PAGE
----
Orchids and an outing
Orchids and an outing
To most of us the word ‘orchid’ conjures up visions of tropical rainforest, hothouses or exclusive florists’ shops: something glamorous, exotic and very expensive. In fact, orchids constitute the second largest plant family in the world, with species in nearly every country, and many wild orchids flourish in the UK, some of these quite common and easy to see. Now’s the time to look.
Here in Wharfedale, Common Spotted Orchids, their leaves dotted with inky spots and attractive flower spikes ranging from pale purple through pink to pure white, and Southern and Northern Marsh Orchids, their flowers a rich rose purple, can all be found in June, often in large numbers. No pampered divas these, they actually prefer rather rough ground like the sides of tracks or roadside verges. They do hybridise, which makes identification tricky – but, unless you’re a keen botanist, why worry? Just enjoy the show.
Of course we have our rarer species too – the Bee Orchid with its red brown lip mimicking the rear end of a bumble bee and the Fly Orchid with a similar development, this time to attract pollinating flies. A good one to look out for is the Common Twayblade, a flower of woodland edges, with its tall spire of yellow-green flowers rising on a long stem which is encircled by just one pair of round leaves – the tway blades. I was shown a fine specimen on a scrappy bit of verge right beside the main road up the Dale.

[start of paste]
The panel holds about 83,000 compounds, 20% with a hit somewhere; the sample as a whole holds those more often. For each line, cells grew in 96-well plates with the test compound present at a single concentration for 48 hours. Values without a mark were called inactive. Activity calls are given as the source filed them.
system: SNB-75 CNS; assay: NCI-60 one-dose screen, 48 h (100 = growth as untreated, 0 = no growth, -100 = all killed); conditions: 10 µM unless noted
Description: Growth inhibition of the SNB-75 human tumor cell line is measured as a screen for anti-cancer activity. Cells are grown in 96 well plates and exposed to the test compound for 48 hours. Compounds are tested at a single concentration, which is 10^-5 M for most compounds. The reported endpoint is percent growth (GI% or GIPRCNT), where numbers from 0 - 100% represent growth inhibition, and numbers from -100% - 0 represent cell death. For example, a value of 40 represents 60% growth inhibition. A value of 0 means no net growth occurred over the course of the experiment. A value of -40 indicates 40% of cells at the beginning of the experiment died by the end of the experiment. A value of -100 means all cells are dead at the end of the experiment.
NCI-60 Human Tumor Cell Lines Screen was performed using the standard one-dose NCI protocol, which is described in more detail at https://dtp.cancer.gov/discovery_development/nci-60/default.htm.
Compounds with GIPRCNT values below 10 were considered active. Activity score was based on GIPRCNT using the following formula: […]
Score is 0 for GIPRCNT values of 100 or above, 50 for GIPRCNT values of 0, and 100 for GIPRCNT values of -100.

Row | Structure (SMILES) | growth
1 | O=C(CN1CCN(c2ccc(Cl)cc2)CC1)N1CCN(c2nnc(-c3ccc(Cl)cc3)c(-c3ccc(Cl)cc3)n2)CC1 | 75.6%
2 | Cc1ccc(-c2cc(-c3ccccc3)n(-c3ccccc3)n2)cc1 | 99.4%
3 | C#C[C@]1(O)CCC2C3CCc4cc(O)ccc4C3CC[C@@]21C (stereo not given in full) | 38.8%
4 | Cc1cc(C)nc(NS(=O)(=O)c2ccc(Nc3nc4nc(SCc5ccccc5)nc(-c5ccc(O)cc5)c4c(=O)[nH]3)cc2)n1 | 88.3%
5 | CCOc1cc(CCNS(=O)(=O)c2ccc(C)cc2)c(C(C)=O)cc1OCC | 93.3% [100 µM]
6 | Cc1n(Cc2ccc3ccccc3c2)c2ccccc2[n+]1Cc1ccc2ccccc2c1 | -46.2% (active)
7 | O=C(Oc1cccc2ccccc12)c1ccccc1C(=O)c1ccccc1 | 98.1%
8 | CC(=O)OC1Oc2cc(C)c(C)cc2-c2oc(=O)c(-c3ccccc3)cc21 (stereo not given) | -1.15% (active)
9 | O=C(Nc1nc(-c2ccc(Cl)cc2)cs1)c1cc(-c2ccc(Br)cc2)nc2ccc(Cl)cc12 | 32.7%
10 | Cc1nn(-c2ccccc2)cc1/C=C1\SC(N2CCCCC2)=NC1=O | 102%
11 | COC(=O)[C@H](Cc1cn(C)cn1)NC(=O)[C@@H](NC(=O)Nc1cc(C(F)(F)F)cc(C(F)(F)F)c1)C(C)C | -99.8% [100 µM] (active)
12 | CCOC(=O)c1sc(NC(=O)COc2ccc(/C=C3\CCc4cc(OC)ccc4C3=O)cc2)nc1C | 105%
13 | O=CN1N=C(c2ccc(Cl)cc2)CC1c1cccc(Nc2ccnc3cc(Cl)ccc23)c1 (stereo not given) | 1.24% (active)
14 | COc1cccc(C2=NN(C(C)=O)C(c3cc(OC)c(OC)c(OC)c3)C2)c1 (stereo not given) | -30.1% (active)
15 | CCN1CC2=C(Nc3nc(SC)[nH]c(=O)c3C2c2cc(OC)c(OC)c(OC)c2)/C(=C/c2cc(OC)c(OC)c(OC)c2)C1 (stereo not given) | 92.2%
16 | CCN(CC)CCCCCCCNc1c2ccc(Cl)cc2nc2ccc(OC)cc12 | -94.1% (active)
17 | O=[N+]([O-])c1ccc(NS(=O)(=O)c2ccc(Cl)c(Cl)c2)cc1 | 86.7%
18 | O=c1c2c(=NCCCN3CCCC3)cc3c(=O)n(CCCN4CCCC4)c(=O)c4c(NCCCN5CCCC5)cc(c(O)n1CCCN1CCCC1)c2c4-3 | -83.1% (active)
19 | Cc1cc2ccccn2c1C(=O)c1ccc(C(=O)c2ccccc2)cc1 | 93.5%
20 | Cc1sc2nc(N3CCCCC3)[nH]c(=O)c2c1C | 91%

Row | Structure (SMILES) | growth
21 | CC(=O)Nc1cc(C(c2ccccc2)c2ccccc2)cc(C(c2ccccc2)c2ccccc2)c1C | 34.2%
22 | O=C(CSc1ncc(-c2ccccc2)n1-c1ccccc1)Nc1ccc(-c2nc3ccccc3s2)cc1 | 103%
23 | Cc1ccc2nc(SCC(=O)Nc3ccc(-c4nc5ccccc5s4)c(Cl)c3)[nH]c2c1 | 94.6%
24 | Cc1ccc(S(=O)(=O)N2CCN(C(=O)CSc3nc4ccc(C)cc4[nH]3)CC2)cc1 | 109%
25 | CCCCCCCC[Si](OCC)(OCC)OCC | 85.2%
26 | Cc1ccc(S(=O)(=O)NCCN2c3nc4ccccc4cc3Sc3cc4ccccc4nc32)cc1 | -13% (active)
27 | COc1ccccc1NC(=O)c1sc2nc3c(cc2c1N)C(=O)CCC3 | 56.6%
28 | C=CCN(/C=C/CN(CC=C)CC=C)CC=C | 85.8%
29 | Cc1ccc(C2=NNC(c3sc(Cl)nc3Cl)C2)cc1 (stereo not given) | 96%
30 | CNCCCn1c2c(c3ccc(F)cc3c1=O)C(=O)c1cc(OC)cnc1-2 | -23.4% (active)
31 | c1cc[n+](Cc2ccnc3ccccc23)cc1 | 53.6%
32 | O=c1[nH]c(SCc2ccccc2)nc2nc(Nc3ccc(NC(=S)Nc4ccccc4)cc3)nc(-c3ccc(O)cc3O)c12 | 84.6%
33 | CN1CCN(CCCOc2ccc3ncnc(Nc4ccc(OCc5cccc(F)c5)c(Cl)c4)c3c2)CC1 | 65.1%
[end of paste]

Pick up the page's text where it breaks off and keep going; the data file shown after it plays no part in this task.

Orchids have extremely small light seeds and many of them need the help of a particular soil-borne fungus from which they draw sufficient energy to germinate. It’s not a parasitic relationship as it doesn’t seriously damage the fungus, but it’s not symbiotic either, as the fungus receives no benefit from the association. Tiny seeds are easily dispersed, in fact orchid seeds can be whirled right up into the jet-stream and dispersed over huge distances. This is now thought to account for some African species popping up recently in Cornwall and Dorset.
However it doesn’t account for the super-star which we saw last weekend. The WNS summer outing to the area around Silverdale was drawing to an end. We’d spent a happy day looking for flowers and butterflies on the limestone and birds in the reed beds, and now the coach paused in a narrow lane to let us out. We were ushered along a grassy track, past a tent where representatives from English Nature were on watch, to an undistinguished bit of wayside bank – and – a glorious specimen of Lady’s Slipper Orchid! Sturdy stems bore four perfect flowers, the bulbous lower lip – the “slipper” – glistening creamy-red, the long petals above a rich purply-brown. This rare plant had all but disappeared from its sites across northern England. English Nature now has a reintroduction scheme using native stock from Kew. But our plant was probably planted by a Victorian plant-lover and has survived here, carefully watched over by generations of local naturalists. What a finale to our day out!